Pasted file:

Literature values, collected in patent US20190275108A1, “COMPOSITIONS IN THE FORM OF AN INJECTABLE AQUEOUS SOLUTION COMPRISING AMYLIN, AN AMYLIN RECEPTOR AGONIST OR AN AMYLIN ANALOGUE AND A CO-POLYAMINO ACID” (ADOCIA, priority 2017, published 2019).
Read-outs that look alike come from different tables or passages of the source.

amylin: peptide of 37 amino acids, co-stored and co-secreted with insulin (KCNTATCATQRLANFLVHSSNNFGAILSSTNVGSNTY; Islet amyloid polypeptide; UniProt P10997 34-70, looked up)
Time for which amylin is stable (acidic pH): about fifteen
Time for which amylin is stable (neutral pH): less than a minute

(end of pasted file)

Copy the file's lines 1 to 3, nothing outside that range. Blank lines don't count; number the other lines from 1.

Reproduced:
Literature values, collected in patent US20190275108A1, “COMPOSITIONS IN THE FORM OF AN INJECTABLE AQUEOUS SOLUTION COMPRISING AMYLIN, AN AMYLIN RECEPTOR AGONIST OR AN AMYLIN ANALOGUE AND A CO-POLYAMINO ACID” (ADOCIA, priority 2017, published 2019).
Read-outs that look alike come from different tables or passages of the source.

amylin: peptide of 37 amino acids, co-stored and co-secreted with insulin (KCNTATCATQRLANFLVHSSNNFGAILSSTNVGSNTY; Islet amyloid polypeptide; UniProt P10997 34-70, looked up)